Y’all know that I use recurring themes from my life, my coaching practice and even my TV watching to inspire me for blog topics, right? I mean, maybe you can’t draw the direct connection between a great line from the latest Star Trek Strange New Worlds episode and my blog topic (DID YOU SEE THE ALL MUSICAL EPISODE?!?!?!?) but it’s there. Like an invisible thread. Like the white threads of magic woven by the Aes Sedai.
Today’s topic doesn’t come from my latest sci-fi or Taylor Sheridan obsession. It doesn’t come from a recent choral performance that still haunts me (that’s next week.) It comes from a theme that is coming up frequently in my conversations with people mostly at the director level. Each level of management has a different leadership challenge (or two, or three!) that becomes the growing edge for the person as they develop in their role. The theme this week is finding the right balance between continuing to do what has brought success so far as an individual contributor and guiding the team to reach their success.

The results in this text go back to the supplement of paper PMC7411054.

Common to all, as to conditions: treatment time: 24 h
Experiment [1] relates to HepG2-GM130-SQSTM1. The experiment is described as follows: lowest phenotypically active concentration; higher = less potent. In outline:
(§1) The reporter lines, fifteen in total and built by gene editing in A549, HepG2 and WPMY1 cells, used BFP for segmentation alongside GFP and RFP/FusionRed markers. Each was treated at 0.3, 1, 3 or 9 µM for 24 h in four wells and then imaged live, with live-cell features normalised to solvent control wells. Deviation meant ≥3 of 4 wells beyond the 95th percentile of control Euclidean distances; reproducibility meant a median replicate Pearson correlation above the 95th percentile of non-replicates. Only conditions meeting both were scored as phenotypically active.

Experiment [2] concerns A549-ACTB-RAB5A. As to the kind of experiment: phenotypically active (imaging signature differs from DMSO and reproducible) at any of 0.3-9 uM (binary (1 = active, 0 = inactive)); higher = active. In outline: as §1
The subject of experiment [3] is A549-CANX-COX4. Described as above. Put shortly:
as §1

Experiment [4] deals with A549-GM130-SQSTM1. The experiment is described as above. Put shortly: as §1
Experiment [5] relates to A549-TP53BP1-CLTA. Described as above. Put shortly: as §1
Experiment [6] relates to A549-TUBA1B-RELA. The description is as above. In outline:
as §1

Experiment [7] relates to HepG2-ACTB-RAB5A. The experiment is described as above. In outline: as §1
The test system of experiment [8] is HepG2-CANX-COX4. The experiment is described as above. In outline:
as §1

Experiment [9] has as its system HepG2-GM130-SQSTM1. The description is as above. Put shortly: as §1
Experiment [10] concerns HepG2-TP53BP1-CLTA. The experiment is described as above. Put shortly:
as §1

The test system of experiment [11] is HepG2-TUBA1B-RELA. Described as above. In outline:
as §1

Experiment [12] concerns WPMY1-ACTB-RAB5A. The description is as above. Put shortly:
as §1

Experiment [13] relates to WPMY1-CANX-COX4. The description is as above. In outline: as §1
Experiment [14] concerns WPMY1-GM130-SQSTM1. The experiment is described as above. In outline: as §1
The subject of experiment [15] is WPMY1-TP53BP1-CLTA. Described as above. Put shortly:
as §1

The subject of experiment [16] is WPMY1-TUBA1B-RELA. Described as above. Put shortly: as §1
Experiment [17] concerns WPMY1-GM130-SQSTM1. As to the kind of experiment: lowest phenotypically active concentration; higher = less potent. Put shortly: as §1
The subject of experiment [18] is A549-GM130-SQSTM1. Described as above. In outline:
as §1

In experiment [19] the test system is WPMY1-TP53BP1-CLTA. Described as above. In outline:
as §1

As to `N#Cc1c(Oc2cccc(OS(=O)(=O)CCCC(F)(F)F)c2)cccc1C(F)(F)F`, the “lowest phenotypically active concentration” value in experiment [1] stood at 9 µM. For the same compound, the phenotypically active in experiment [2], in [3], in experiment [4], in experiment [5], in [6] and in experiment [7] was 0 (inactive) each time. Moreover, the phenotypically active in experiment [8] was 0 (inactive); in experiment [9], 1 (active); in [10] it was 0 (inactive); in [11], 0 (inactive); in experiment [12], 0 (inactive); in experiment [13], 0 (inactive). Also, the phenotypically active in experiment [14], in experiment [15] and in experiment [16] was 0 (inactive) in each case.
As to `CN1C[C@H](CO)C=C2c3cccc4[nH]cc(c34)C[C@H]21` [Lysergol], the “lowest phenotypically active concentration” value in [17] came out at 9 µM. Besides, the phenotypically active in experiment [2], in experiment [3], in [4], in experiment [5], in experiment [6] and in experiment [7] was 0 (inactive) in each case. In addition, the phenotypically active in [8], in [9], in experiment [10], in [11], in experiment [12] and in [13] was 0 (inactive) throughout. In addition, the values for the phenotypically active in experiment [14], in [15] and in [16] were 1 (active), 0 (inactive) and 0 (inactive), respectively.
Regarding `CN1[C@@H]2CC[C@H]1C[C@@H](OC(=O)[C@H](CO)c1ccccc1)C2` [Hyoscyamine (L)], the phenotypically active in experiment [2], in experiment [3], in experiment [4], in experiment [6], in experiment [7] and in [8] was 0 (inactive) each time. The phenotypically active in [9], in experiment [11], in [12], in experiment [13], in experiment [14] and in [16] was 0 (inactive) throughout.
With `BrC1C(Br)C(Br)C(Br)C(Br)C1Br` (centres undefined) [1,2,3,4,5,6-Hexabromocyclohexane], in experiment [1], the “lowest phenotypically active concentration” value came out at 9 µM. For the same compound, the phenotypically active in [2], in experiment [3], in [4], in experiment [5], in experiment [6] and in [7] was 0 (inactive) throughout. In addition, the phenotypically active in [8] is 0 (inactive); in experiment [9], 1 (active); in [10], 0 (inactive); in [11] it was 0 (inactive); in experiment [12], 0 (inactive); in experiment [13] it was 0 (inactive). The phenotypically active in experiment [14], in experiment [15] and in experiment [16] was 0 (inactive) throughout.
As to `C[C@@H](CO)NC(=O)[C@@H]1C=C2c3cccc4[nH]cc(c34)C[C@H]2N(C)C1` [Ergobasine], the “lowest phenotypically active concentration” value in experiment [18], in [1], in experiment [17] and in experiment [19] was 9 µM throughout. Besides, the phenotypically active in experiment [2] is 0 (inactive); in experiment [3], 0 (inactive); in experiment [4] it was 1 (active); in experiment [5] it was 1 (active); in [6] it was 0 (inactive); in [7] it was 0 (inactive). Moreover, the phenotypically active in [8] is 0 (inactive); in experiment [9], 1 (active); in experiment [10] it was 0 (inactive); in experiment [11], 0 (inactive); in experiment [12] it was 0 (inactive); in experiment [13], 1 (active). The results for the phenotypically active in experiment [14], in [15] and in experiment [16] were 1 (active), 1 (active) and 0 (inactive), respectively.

The director starts out on a teeter-totter, with one foot on the side of higher level tasks, decisions, and prioritization; and one foot on the side of developing and leading and giving direction (ahem, hence “director”, no?) A do/direct see-saw, if you will.
It’s easier to just do things. It’s faster to do them yourself. It’s more reliable. But if you wanted to be a doer, wouldn’t you have stayed an individual contributor?
It’s different to direct. I’m going to blatantly steal from the world of music for my metaphor. A director builds the capability of a group through preparation, explanation and practice. A director determines the priorities, and establishes a rehearsal schedule to get the group where it needs to be. A director teaches the group to listen to each other, to collaborate and to become cohesive. A director spends time behind the scenes choosing and preparing and practicing so that it seems like they’re leading the group almost effortlessly. It’s not effortless, though.
Come performance time, the director sets the tempo and leads the group through the music. But the director also knows that there is an element of letting go and letting the group take over. The director conducts; she doesn’t sing or play an instrument. The director isn’t playing or singing any one part – they are responsible for the coming together of the whole.
The director is the leader. The leader leads.
In the meantime, remember these things: You are loved. We are all loved. Let’s all be kind. And in all things – progress, not perfection!
Love, and light in the pages,